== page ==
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When I first started studying the history of my adopted hometown, the Old Las Vegas Mormon Fort was an important part of that studying. I asked myself, “What is this place?” Then, I realized what it was. This is the oldest surviving building in Las Vegas, Nevada, nestled right in the middle of the city, a stop on the Old Spanish Trail.
Granted, I’ve been here since 2004 and it’s taken me that long to visit! I’m going to try and explore more locations around the city as part of the Slanted Suitcase series.
Significance of the fort
The purpose of this structure is that it’s agreed to be the birthplace of Las Vegas. 32 Mormon missionaries arrived on June 14, 1855, from Utah to establish a midpoint between Salt Lake City, Utah, and Los Angeles. They built up small gardens, planted fruit trees and shade trees supported by a nearby creek (that still exists on the grounds), and built a 150-square-foot adobe fort. In 1856, it became the site of the first post office in the city. And, being Mormons, they tried to convert the Southern Paiutes. They ended up abandoning the fort in 1857. The desert is an unforgiving mistress.
In 1865, Octavius Decatur Gass took over the area and developed the Las Vegas Rancho, raising beef cattle, while supplying travelers and miners in the Potosi region.
From 1882 to 1902, Mrs. Helen J. Stewart – the First Lady of Las Vegas – expanded the ranch to 1,800 acres, selling to the San Pedro, Los Angeles, & Salt Lake Railroad to truly jumpstart Las Vegas as we know it. The Company auctioned her land in 1905.
It went through years of disrepair. It was even temporarily scooped up by the U.S. Bureau of Reclamation as a cement testing facility for the Hoover Dam. The state took over in 1991 turning it into the visitor’s attraction we know and love today.
Where the park is located
You’ll find it tucked away on 500 E Washington Ave, at Las Vegas Blvd. North, Las Vegas, NV 89101-1000.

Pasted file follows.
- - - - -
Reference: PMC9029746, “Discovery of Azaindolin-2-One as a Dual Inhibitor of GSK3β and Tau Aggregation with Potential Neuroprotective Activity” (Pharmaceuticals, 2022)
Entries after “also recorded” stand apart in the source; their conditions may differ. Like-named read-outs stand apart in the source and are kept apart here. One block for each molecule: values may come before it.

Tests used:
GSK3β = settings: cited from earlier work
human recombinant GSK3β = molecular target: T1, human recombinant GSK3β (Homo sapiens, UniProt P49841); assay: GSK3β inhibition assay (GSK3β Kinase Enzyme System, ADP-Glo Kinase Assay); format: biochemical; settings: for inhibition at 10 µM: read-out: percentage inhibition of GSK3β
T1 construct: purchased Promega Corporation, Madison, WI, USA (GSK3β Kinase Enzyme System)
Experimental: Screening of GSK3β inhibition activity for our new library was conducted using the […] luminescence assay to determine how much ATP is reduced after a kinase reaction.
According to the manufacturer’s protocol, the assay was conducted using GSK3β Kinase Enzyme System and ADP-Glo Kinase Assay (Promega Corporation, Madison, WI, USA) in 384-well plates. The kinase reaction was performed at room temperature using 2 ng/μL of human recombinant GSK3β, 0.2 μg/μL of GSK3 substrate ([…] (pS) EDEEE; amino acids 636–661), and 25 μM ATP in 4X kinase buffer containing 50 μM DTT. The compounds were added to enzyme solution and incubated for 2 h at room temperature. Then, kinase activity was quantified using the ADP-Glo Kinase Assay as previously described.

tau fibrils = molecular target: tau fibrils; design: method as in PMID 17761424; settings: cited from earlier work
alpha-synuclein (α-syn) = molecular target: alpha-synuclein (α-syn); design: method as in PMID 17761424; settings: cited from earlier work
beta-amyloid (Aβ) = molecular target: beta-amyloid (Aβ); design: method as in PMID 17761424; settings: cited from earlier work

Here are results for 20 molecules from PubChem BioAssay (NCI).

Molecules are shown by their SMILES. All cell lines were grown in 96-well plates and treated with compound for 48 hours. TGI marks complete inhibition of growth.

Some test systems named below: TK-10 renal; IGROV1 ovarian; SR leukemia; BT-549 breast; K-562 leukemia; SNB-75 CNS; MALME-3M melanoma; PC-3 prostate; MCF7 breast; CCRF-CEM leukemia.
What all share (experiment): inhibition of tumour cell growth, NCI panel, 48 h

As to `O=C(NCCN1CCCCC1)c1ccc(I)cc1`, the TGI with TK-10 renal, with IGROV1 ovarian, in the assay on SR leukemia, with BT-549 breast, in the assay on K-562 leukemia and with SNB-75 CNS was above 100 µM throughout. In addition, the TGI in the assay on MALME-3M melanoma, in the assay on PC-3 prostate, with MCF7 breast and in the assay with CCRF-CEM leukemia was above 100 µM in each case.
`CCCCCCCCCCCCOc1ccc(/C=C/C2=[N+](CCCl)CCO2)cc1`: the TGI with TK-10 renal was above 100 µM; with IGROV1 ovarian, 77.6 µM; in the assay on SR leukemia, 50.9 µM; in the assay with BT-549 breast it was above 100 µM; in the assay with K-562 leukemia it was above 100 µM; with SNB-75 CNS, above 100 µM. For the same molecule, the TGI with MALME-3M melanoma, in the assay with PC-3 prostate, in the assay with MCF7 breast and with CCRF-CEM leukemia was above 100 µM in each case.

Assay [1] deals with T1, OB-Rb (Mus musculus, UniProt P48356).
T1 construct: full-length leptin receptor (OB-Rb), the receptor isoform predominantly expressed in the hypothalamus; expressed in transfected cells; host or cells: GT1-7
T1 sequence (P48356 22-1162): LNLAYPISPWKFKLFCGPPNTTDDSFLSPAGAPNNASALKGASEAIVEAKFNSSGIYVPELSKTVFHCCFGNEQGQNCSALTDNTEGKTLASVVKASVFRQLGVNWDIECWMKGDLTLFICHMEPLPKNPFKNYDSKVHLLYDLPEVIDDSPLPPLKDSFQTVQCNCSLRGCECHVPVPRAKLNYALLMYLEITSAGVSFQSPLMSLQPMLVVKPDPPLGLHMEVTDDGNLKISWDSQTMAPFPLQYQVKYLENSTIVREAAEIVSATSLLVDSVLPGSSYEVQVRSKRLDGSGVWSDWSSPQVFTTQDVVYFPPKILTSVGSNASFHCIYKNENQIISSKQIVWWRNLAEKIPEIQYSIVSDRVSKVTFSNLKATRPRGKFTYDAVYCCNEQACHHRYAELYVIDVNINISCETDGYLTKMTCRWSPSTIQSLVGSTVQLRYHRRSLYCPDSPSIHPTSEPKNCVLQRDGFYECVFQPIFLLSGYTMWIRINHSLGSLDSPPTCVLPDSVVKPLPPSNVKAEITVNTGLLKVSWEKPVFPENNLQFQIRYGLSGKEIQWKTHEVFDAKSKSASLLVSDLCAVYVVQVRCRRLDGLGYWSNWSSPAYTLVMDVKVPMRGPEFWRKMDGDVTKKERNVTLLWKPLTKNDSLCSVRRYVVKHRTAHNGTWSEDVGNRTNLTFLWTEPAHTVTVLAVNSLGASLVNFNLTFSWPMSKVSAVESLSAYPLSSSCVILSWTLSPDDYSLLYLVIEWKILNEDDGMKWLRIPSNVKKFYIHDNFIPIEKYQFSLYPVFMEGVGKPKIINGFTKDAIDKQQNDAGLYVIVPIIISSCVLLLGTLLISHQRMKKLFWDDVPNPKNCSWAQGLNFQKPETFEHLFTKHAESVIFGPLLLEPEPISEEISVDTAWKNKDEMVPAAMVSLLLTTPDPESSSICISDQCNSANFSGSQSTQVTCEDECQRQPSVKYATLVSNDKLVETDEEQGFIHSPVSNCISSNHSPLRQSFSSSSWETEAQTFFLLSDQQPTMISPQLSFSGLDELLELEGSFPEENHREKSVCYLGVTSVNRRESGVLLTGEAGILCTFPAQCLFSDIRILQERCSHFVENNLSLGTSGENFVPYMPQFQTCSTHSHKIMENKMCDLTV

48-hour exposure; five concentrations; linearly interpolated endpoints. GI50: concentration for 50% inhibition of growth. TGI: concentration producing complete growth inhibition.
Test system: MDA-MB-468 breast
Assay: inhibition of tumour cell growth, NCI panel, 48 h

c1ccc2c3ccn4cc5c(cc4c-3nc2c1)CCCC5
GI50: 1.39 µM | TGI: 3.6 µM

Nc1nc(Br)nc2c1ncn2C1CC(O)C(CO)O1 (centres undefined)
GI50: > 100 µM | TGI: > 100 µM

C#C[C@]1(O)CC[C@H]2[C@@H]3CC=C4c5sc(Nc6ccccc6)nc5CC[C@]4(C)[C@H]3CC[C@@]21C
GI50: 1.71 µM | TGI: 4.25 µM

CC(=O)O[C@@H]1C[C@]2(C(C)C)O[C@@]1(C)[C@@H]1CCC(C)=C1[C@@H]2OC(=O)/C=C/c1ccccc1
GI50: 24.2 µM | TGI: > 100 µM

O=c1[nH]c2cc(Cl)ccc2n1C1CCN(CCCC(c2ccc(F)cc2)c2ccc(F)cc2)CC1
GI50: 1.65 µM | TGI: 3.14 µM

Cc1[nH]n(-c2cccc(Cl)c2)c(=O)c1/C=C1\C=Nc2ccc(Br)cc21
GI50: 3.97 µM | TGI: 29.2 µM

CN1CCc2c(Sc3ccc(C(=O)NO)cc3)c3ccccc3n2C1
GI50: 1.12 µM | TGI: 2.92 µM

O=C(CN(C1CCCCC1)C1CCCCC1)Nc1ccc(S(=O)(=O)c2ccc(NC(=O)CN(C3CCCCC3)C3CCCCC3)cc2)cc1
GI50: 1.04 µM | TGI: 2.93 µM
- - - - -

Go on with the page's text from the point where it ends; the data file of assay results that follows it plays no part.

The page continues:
It’s just off the Cultural Corridor, and near the Las Vegas Natural Museum, Cashman Field, and the Grant Sawyer State Office Building.
What to do once you are there
There’s plenty of parking and I went on a Saturday, so there were a handful of folks there. You walk right into the visitors’ center where they have a small gift shop. And because it’s one of the parks covered by the annual permit, you can get free entrance, or simply pay at the desk. I snagged my Nevada State Parks Passport because it’s free and why not? I don’t know how long it’ll take me to fill it up but I’m going to do it!
It’s a self-guided walking tour and it’s very easy to walk around as long as you have comfortable shoes, sunglasses, and a hat. There aren’t many shaded areas. You’ll see things like the original footprint of the fort, a photo of the general layout of Mrs. Stewart’s era, the creek, and a marker for the Old Spanish Trail.
What to see there
I’ve provided captions for the photos below. Feel free to hover over them or click on a photo to enlarge and read.
Finally, if you didn’t already understand the irony of Las Vegas being named The Entertainment Capital of the World is that it was originally founded by Mormons. The photos show that the Mormon church played a big part in the beginnings of Las Vegas, and though that influence has tamped down in the last 20 years or so, they continue to have a strong presence. That history is something that you can experience when visiting historic sites like The Old Las Vegas Mormon Fort.
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